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Re: [RFC] How to add vector math functions to Glibc
- From: "Joseph S. Myers" <joseph at codesourcery dot com>
- To: Andrew Senkevich <andrew dot n dot senkevich at gmail dot com>
- Cc: libc-alpha <libc-alpha at sourceware dot org>
- Date: Thu, 18 Sep 2014 17:04:55 +0000
- Subject: Re: [RFC] How to add vector math functions to Glibc
- Authentication-results: sourceware.org; auth=none
- References: <CAMXFM3tjquzniXP1weqxSVFJyhXqsf2PHuyrrrmqp7K0ZzORqA at mail dot gmail dot com> <CAMXFM3sGMNX1DEPAMt7qUR4UREF_xUAQjCG1OjBiZH2aoOFiPA at mail dot gmail dot com>
On Thu, 18 Sep 2014, Andrew Senkevich wrote:
> > 1. Should functions go in libm or a separate libmvec library?
> If integrate new functions with libm it will be easier for developers
> to employ vectorization and should improve acceptance.
> Libmvec case affects compiler options and it seems new header need to
> be included instead of math.h, or is it OK include it in math.h?
> But libmvec could be better from the side of optional build (mentioned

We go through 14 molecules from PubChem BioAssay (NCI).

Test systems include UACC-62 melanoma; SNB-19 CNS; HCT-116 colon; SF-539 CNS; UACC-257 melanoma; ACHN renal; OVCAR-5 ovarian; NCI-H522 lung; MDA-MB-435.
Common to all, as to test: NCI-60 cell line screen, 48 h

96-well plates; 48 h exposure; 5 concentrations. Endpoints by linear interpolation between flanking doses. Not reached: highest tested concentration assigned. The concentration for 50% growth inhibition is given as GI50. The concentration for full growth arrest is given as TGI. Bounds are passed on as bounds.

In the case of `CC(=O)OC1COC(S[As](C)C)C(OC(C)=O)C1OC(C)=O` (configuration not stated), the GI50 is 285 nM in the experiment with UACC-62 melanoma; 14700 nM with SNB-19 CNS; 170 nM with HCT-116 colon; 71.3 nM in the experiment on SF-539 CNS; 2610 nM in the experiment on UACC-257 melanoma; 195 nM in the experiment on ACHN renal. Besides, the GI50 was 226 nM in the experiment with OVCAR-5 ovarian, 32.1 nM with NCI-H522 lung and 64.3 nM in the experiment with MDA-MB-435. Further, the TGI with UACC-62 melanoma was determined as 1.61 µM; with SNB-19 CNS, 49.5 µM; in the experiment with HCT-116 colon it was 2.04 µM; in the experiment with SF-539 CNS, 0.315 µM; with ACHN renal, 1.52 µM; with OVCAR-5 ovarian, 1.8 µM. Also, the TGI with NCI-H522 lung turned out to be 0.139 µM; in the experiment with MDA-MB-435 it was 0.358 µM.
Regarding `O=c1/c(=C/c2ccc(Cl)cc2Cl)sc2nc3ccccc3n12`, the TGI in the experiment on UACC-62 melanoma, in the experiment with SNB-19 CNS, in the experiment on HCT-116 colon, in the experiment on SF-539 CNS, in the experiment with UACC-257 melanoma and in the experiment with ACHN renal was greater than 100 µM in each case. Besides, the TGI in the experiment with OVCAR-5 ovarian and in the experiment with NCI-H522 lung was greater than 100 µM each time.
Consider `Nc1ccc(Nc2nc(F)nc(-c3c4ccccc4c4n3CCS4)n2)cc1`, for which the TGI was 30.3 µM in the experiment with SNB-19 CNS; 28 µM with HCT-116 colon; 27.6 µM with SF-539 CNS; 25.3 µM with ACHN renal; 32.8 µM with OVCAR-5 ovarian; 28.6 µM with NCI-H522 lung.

> later in 2.) in case of addition most modern implementations.
There is also the option of installing libm.so as a linker script that
refers to libmvec inside AS_NEEDED - libc.so is already a linker script
after all. That way, libmvec would automatically be linked into programs
that need it (preserving compatibility with the POSIX rules about what
library names need specifying to get what functions), without restricting
the tools that can build glibc if vector extensions are added for which
tool support is recent, but building libmvec is optional.
> > 2. What requirements on the compiler / assembler versions used are imposed
> > by the requirement that the ABI provided by glibc's shared libraries must